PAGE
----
Directed by Rian Johnson.
Starring Joseph Gordon-Levitt, Bruce Willis, Emily Blunt, Piper Perabo, Jeff Daniels, Paul Dano, Garret Dillahunt and Tracie Thoms.
In 2072, when the mob wants to get rid of someone, the target is sent 30 years into the past, where a hired gun awaits. Someone like Joe (Joseph Gordon-Levitt), who one day learns the mob wants to ‘close the loop’ by transporting back Joe’s future self (Bruce Willis).
Every so often a sci-fi film comes along which shows a vision we’ve never seen on screen before or, at best, redefines the genre and sets the standard for all future films of the genre. Recent examples of this small group of movies include Dark City, Minority Report, The Matrix, Moon, Source Code and Inception. For approximately the first 45 minutes, Rian Johnson’s Looper is added to that exclusive group; everything about the film is exceptional from the story being told and explanation of the world we’re watching to the CGI and director’s vision of the world in 2042.
In the opening 45 minutes the story moves quickly and with a real purpose and drive as the screenplay manages to combine the sci-fi elements of time travel and flying cars with the all-important (and so often overlooked in modern film making) character development and intelligible dialogue. Ultimately, Looper doesn’t assume its audience are complete idiots with two minute attention spans.
The premise of the film alone is five star. Joe (Joseph Gordon-Levitt) is a 25 year old who is hired, along with several other ‘Loopers’, to kill people who are sent back from the 30 years in the future, masked, gagged, and bound, by criminal warlords. These people arrive at a specific time at a specific place and are sent back with silver bars strapped to them as way of payment to the Looper who blast them with a shotgun as soon as they appear. They are rich, cool, and are respected in a poverty-stricken metropolis. However, the term for their profession is coined because they must ‘close the loop’ on their own future selves. A Looper must never let anyone get away and the cardinal sin is to let the future selves escape. This, of course, is exactly what happens to Joe when his future self (played by Bruce Willis) arrives without a mask over his face and without his hands bound and is able to escape. The chase is on as one man must race against time to hunt down himself! What a fantastic set up Rian Johnson has created for the second and third act of this film.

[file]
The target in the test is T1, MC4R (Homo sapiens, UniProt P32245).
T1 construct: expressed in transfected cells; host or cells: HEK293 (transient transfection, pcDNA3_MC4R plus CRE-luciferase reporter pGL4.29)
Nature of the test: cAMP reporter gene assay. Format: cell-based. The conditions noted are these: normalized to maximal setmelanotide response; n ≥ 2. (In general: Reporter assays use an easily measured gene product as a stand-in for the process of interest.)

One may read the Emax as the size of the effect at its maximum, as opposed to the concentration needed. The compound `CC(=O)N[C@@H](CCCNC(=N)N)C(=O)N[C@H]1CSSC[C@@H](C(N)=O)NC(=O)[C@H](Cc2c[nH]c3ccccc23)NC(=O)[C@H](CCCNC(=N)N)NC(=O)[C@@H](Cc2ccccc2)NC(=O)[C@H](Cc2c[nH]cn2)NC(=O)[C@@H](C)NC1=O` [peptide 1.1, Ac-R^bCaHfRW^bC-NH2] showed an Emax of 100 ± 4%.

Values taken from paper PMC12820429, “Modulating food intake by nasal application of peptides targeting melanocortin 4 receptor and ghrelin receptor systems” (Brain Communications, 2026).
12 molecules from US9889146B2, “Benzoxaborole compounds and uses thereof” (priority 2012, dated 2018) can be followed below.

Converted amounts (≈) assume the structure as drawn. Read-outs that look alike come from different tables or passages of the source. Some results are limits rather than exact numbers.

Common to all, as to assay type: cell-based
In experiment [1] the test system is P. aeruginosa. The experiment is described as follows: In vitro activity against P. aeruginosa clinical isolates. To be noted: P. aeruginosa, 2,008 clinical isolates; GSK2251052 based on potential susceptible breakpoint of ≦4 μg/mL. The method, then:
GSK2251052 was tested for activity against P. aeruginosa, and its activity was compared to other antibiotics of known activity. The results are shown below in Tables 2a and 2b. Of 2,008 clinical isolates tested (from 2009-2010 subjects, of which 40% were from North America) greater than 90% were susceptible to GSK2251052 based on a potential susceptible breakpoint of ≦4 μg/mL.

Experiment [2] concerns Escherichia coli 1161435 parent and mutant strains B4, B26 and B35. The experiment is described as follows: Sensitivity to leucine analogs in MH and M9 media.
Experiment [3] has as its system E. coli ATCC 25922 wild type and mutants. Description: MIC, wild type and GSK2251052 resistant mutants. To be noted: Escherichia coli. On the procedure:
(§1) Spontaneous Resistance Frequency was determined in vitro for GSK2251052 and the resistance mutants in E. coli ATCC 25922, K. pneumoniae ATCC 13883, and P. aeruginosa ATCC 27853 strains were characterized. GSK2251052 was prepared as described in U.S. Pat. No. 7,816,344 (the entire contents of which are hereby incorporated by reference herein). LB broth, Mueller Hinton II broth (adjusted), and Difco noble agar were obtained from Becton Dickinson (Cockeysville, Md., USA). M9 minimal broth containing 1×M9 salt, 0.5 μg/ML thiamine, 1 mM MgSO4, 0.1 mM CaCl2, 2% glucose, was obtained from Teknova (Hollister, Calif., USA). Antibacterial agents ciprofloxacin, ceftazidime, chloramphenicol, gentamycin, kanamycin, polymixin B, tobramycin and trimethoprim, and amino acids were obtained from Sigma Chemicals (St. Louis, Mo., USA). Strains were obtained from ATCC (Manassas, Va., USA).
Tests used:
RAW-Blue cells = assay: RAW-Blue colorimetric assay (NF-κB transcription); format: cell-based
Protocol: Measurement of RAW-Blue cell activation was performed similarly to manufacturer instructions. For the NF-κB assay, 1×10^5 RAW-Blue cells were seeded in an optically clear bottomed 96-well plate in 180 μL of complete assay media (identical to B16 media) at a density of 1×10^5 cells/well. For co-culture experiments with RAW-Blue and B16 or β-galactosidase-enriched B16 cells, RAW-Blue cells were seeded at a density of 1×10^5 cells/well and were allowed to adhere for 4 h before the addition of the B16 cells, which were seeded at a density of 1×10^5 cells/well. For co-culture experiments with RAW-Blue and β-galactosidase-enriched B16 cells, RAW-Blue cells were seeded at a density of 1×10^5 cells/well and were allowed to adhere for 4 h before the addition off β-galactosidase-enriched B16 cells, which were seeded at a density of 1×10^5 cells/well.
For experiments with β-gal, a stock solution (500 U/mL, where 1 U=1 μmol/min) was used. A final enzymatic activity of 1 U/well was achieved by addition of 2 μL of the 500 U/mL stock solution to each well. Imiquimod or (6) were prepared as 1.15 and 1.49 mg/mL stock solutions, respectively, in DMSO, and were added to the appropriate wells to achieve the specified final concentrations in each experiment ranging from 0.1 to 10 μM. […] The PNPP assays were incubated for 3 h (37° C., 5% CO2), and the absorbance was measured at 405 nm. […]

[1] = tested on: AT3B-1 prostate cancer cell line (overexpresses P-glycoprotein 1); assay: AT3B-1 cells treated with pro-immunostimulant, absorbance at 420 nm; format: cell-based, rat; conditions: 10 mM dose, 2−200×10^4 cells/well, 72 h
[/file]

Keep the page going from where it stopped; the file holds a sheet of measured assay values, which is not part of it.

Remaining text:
It is a great shame that, with all of the back story and Philip K. Dick-esque set-up in place, Looper’s energy and potential declines just at the very point when it should be in it ascendancy. Without spoilers, the decline of the film can be pinpointed to the moment Joe arrives at Sara’s (Emily Blunt) farmhouse. The action is then mostly restricted to this venue and instead of building on the premise of ‘young’ Joe vs. ‘older’ Joe and story exploring what might happen when you’re chasing yourself, the scenes are split between Bruce Willis going on a Terminator mission and Joseph Gordon-Levitt trapped in a family drama. This is not how the film sets itself up to the audience and the pay off and subsequently storylines are a huge disappointment.
The two major flaws in Looper’s second and third acts are because of characters and character development. So much was put into developing Joe and the world of Looper at the start, but the reason why ‘older’ Joe needs to escape being killed is explained to us in a few montage scenes between him and his wife which have all the emotional depth of a Calvin Klein perfume ad. Compare this to the emotional impact of John Anderton losing his son in Minority Report, Cobb losing his wife in Inception, or Sam’s separation from his family in Moon and the way this loss and heartache is explained in the respective screenplays, and the difference in class is abundant. The motivations are clear but they are not convincing. Moreover, what ‘older’ Joe then has to do is a complete rip-off of The Terminator and that was another crushing let down.
The second flaw is in the introduction of Sara’s young son. Although pivotal to the eventually story Looper tells, the inclusion of a child who has special powers (and I’ll say no more) is simply quite a bore when it turns out all he needs is a hug and told ‘mummy loves you’. His story is never enthralling, gripping, or exciting; in other words, the exact opposite of what the film set up. Moreover, I personally don’t like children taking lead roles in adult films so this didn’t sit well with me; there are of course exceptions, but Looper is not one of them.
Looper is a film with much to enjoy and will certainly benefit from second or third viewings as many films which present the audience with such an incredible premise do. However, it is only half the film it should be.
Flickering Myth Rating – Film: ★ ★ ★ / Movie: ★ ★ ★